Thursday, 22 September 2016

MUJURU POLITICKING ON BOND NOTES : GOVT

GOVERNMENT has urged the Constitutional Court to dismiss the bond notes challenge by Zimbabwe People First leader Dr Joice Mujuru, saying it lacked merit and was premised on speculation.

The Constitutional Court will on September 28 determine whether or not the politician should be granted direct access to the apex court.Dr Mujuru listed President Mugabe, Finance and Economic Development Minister Patrick Chinamasa, Reserve Bank of Zimbabwe Governor Dr John Mangudya and the Attorney-General Advocate Prince Machaya, as respondents in the constitutional challenge.

The politician wants the proposed introduction of bond notes by the Reserve Bank of Zimbabwe with the approval of the President and Minister Chinamasa declared unconstitutional for allegedly contravening several cited sections of the Constitution of Zimbabwe.

The challenge came just after Government announced that it would introduce bond notes that would be used together with the foreign currencies that are accepted as legal tender in the country.

In a notice of opposition filed by the Government lawyers on behalf of President Mugabe, Minister Chinamasa and the AG, it was argued that Dr Mujuru should have waited for the issuance of the notes in order to firstly ascertain the legality of the move.

“The application is itself speculative as there are no bond notes in circulation. It is accordingly not in the interests of justice that applicant be granted direct access to the Constitutional Court as the cause of action is purely speculative.

“The bond notes have not yet been introduced and as such there is no way one can simply argue that they are illegal,” read the notice of opposition.

Government contends that the bond notes will not be a new form of currency to be used in the country but just a representative of a currency already in circulation.

“The introduction of bond notes does not violate the Constitution to the extent that bond notes will be a surrogate of United States currency which will be kept in reserve by the Reserve Bank of Zimbabwe and to which the bond notes will be bonded.

“As such, the bond notes will not be a currency in their own right but merely representative monetary instruments of a foreign currency which is legal tender in Zimbabwe,” read the opposing papers.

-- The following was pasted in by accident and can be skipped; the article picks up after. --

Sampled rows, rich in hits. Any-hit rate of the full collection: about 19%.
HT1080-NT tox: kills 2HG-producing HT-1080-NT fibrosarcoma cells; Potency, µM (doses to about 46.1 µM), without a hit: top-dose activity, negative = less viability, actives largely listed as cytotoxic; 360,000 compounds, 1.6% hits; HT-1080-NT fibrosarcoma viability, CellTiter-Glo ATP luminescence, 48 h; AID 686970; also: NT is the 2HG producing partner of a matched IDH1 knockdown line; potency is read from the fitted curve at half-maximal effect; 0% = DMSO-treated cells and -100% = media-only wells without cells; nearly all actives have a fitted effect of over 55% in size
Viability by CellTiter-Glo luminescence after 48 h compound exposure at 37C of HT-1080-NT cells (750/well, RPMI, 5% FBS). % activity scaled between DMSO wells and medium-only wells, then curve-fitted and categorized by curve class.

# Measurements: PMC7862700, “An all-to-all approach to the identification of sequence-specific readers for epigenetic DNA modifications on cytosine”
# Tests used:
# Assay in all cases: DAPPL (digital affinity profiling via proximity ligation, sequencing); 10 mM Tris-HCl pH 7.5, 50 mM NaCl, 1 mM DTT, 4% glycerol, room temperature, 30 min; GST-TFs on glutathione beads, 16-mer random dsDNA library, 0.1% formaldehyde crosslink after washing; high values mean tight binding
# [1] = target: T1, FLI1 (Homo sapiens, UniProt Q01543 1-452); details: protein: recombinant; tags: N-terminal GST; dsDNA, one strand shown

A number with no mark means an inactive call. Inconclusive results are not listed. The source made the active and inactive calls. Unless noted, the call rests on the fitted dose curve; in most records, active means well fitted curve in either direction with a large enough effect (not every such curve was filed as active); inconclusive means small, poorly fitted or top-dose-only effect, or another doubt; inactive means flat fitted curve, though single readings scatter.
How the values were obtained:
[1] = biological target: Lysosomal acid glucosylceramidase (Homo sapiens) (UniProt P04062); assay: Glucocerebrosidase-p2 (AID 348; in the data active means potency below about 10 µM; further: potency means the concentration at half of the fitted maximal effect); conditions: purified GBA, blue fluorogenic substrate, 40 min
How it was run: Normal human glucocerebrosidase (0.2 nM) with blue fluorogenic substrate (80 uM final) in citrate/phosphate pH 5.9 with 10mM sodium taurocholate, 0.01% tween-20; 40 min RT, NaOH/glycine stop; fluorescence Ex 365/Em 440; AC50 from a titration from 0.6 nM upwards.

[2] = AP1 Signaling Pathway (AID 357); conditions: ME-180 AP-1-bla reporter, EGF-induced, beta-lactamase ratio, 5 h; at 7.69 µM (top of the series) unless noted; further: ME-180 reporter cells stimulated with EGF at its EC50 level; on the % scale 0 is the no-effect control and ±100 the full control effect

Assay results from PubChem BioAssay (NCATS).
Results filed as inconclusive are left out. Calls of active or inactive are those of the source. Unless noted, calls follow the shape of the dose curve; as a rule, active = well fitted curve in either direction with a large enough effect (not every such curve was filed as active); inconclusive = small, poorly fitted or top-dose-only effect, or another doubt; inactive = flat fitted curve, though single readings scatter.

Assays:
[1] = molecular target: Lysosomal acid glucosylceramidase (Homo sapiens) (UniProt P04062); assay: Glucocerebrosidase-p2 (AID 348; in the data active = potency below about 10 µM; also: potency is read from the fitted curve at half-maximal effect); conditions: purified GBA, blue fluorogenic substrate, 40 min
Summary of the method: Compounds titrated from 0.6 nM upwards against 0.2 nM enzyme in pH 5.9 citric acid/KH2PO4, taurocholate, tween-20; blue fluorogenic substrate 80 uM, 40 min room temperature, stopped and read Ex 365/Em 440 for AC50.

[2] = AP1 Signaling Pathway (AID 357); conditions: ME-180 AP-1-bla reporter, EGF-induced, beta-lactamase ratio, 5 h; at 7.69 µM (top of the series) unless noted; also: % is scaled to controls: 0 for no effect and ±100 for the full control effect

The central bank, the lawyers argued, has authority to issue such monetary instruments in terms of Section 7(1) (d) of the RBZ Act.

Dr Mangudya, in his founding affidavit, said the bond notes issue can be resolved by the High Court and that taking it to the apex court was unjustified under the circumstances.

“Applicant accepts in her founding affidavit that the issues she raises can be resolved by the High Court. She is correct in that acceptance.

“I am advised that it is an established position of the law that if a party is able to approach another court and obtain a remedy from it, the Constitutional Court will not exercise its jurisdiction even if a constitutional matter arises,” said Dr Mangudya.

Dr Mangudya said the application was mere politics that was being smuggled into the court of law.

“The application is speculative and has no legal basis for being placed before this Honourable Court. It is simple but cheap political stunt that has no place in any court of law,” he said.

In her application, Dr Mujuru said bond notes pose the greatest threat to the livelihoods of people of this country.

She said they will destroy the economy and perpetuate poverty. Dr Mujuru said from her experience in Government as a Vice President, it was clear to her that the greatest mistake this country ever made was to print the so-called bearer cheques.

She said the only reasonable way forward is to adhere strictly to the multi-currency regime while doing everything necessary to stimulate economic growth. Herald

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